Our country is a veritable treasure trove of ancient museums and palaces. The palaces and forts that leave a lasting memory of the royal era tell the present generation the history of our country. If you travel through these remnants, you will see many scenes that change before the eyes of time. The Koyikkal Palace also offers us a treasure trove of history. Let's take a trip through the Koyikkal Palace which evokes the pride of royal times.
Koyikkal Palace is located in Nedumangad in Thiruvananthapuram. The palace is believed to have been built during the reign of Umayamma Rani, the queen of the Venad dynasty from 1677 to 1684. During the reign of the queen, a Muslim warrior named Mukilan came to Manakad with a plan to attack Thiruvananthapuram and at that time the queen shifted her headquarters from Thiruvananthapuram to Nedumangad and settled there. It is believed that the Kozhikode Palace was built for Umayamma Rani at that time.
The palace is curved in the shape of a boat and has two floors. The Nadumuttam is paved with granite. There are beautifully carved granite pillars in the four sides of the veranda around the nadumuttam. There is a nilavara or strong room in one of the rooms on the ground floor of the palace, which is said to be connected with an underground passage to another palace at Karupur. But there is no archaeological evidence to prove this story. The palace is almost like a square. One of the rooms near the entrance of the palace was used as a puja room where a traditional deity known as Mallan Thampuran had been worshipped. Like many other palaces of the rulers of Venad this palace also has a temple attached to it, the entrance to which is blocked from the palace side.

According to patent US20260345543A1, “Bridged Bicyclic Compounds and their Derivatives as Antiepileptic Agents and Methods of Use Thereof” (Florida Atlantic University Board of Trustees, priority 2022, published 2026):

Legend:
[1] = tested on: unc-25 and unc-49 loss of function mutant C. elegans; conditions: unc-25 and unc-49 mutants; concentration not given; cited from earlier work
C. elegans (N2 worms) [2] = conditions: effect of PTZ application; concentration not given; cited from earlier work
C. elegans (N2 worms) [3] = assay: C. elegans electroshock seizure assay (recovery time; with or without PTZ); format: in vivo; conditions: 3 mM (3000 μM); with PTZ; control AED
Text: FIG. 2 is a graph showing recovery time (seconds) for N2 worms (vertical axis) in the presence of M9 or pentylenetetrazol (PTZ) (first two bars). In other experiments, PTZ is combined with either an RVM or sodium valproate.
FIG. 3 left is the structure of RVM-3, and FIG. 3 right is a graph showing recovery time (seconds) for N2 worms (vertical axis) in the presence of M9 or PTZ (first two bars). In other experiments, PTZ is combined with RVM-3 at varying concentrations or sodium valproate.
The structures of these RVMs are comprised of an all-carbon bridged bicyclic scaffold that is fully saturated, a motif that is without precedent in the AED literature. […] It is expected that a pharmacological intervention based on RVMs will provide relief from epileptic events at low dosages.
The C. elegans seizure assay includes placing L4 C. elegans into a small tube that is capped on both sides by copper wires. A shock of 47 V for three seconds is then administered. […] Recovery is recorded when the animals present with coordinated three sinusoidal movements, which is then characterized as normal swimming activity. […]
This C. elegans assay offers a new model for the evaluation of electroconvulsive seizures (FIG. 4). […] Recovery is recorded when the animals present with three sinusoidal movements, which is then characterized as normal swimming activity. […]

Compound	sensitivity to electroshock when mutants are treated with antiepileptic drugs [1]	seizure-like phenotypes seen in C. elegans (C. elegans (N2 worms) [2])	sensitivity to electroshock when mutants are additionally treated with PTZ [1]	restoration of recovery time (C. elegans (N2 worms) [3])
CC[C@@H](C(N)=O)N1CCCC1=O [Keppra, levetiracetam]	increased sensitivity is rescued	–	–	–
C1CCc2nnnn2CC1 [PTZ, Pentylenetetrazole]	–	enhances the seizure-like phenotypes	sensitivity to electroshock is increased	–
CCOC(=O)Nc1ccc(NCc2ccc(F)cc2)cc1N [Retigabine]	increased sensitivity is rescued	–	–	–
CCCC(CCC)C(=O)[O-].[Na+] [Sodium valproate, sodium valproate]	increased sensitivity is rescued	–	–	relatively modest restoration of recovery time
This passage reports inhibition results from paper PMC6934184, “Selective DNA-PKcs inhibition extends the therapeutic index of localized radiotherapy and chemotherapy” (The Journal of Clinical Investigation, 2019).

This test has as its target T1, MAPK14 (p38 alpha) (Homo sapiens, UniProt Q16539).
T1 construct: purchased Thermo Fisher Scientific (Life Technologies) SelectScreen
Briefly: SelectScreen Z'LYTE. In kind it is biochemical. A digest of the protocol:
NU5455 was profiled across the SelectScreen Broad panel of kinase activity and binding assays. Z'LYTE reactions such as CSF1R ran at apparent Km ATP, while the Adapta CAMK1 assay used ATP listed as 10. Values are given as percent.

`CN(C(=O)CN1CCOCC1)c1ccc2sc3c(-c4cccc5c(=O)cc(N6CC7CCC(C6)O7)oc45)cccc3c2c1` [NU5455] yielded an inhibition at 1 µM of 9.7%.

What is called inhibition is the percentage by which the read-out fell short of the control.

A small pond is still preserved in the Palace compound. All auxiliary structures which are essential to a palace-like padippura, kitchen, oottupura, urappura, kulappura etc. are completely lost. The old type well in the palace compound is still in use. There is a wide gabled balcony on the first floor of the palace facing the east. The entrance to the palace is from the east through a narrow and simple gabled opening. A veranda enclosed with wooden railing is kept in all the four sides of the palace in the ground and first floor which control the air circulation inside the palace. There are no windows in the rooms. The thick walls are constructed with laterite blocks and plastered with lime mortars.
The palace is rich in treasures.The palace also houses a musical instrument called the Chandravalayam, which can be described as one of the most unique musical instruments used in Kerala at that time, as well as models of folk art, costumes of the artists, costumes and everyday items. Koyikkal Palace is the only place in Kerala where a musical instrument called Chandravalayam is on display. The Sarangi made of wood is one of the highlights of this Folklore Museum.
Koyikkal Palace is rich in antiquities. The Numismatics Museum also houses one of the oldest coins in Kerala, the Ottaputhan, Irattaputhan and the Kaliyugarayan money. The coin collection at the palace reveals the ancient trade relations of Kerala and the history of our coins.
The museum houses the 2500 - year - old coins of Harshan's, the smallest coin in the world known as the zodiac, coins used in the Roman Empire, and coins used to exchange ancient dynasties in India and the world's old empires. A rare coin presented to Jesus Christ himself, Amaida, also finds itself placed here. 2500-year-old Karsha coins, Rasi coins (the smallest in the world), coins belonging to the Roman Empire and those used by a wide variety of dynasties across India, can be seen here. It is a veritable treasure trove of history. The extent of our trade relations at that time can be understood only when we know that all these were received from Kerala. The palace was converted into a Folklore and Numismatics Museum in the year 992. Koyikkal Palace is now a protected historical monument under the Government of Kerala. It is located at a distance of 18 km from the Thiruvananthapuram Railway Station.